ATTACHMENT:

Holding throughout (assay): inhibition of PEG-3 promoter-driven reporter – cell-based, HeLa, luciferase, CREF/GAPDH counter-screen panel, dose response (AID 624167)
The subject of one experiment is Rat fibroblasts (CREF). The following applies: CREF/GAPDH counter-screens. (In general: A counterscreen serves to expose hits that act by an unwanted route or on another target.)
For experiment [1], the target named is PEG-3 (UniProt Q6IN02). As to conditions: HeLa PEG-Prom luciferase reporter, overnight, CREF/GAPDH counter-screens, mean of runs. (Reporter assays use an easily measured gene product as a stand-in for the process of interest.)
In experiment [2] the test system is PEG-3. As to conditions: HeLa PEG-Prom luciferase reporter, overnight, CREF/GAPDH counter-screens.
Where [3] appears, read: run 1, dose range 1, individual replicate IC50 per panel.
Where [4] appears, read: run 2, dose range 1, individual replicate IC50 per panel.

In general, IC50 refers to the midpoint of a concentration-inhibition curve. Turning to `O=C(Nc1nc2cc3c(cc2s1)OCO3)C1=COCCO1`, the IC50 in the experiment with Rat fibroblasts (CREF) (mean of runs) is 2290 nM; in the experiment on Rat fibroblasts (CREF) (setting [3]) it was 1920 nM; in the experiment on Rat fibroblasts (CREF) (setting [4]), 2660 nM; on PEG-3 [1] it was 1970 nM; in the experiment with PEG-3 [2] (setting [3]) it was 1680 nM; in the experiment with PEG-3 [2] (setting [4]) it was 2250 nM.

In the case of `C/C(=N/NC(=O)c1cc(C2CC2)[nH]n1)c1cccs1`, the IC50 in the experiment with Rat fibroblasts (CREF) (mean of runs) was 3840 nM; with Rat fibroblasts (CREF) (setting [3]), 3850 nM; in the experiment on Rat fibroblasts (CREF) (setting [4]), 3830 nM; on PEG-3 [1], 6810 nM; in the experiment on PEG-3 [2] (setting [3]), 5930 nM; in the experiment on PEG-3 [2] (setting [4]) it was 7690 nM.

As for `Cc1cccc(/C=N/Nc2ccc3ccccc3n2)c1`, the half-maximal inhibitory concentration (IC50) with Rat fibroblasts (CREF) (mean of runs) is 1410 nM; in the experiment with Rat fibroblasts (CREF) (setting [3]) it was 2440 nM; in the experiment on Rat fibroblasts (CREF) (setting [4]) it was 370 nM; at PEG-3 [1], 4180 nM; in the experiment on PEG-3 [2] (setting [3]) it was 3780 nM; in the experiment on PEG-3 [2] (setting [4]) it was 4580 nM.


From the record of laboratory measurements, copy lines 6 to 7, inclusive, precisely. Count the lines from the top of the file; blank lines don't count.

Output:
Where [4] appears, read: run 2, dose range 1, individual replicate IC50 per panel.

In general, IC50 refers to the midpoint of a concentration-inhibition curve. Turning to `O=C(Nc1nc2cc3c(cc2s1)OCO3)C1=COCCO1`, the IC50 in the experiment with Rat fibroblasts (CREF) (mean of runs) is 2290 nM; in the experiment on Rat fibroblasts (CREF) (setting [3]) it was 1920 nM; in the experiment on Rat fibroblasts (CREF) (setting [4]), 2660 nM; on PEG-3 [1] it was 1970 nM; in the experiment with PEG-3 [2] (setting [3]) it was 1680 nM; in the experiment with PEG-3 [2] (setting [4]) it was 2250 nM.